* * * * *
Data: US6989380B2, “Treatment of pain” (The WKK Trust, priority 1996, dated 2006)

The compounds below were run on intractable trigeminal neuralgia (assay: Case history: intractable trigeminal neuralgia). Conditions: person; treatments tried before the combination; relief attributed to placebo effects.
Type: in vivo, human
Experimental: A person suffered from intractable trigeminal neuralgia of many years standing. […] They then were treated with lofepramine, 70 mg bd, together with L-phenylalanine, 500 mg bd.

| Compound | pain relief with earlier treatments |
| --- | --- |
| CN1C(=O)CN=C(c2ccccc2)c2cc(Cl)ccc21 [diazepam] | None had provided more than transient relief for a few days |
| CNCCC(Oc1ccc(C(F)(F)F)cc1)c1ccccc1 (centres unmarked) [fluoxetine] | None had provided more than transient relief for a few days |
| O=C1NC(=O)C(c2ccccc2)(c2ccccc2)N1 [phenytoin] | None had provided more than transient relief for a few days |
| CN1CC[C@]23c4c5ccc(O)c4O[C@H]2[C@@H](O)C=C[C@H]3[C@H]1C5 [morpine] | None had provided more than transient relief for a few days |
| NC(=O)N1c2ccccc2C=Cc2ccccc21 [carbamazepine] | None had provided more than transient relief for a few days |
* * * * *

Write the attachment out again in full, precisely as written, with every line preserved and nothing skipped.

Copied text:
Data: US6989380B2, “Treatment of pain” (The WKK Trust, priority 1996, dated 2006)

The compounds below were run on intractable trigeminal neuralgia (assay: Case history: intractable trigeminal neuralgia). Conditions: person; treatments tried before the combination; relief attributed to placebo effects.
Type: in vivo, human
Experimental: A person suffered from intractable trigeminal neuralgia of many years standing. […] They then were treated with lofepramine, 70 mg bd, together with L-phenylalanine, 500 mg bd.

| Compound | pain relief with earlier treatments |
| --- | --- |
| CN1C(=O)CN=C(c2ccccc2)c2cc(Cl)ccc21 [diazepam] | None had provided more than transient relief for a few days |
| CNCCC(Oc1ccc(C(F)(F)F)cc1)c1ccccc1 (centres unmarked) [fluoxetine] | None had provided more than transient relief for a few days |
| O=C1NC(=O)C(c2ccccc2)(c2ccccc2)N1 [phenytoin] | None had provided more than transient relief for a few days |
| CN1CC[C@]23c4c5ccc(O)c4O[C@H]2[C@@H](O)C=C[C@H]3[C@H]1C5 [morpine] | None had provided more than transient relief for a few days |
| NC(=O)N1c2ccccc2C=Cc2ccccc21 [carbamazepine] | None had provided more than transient relief for a few days |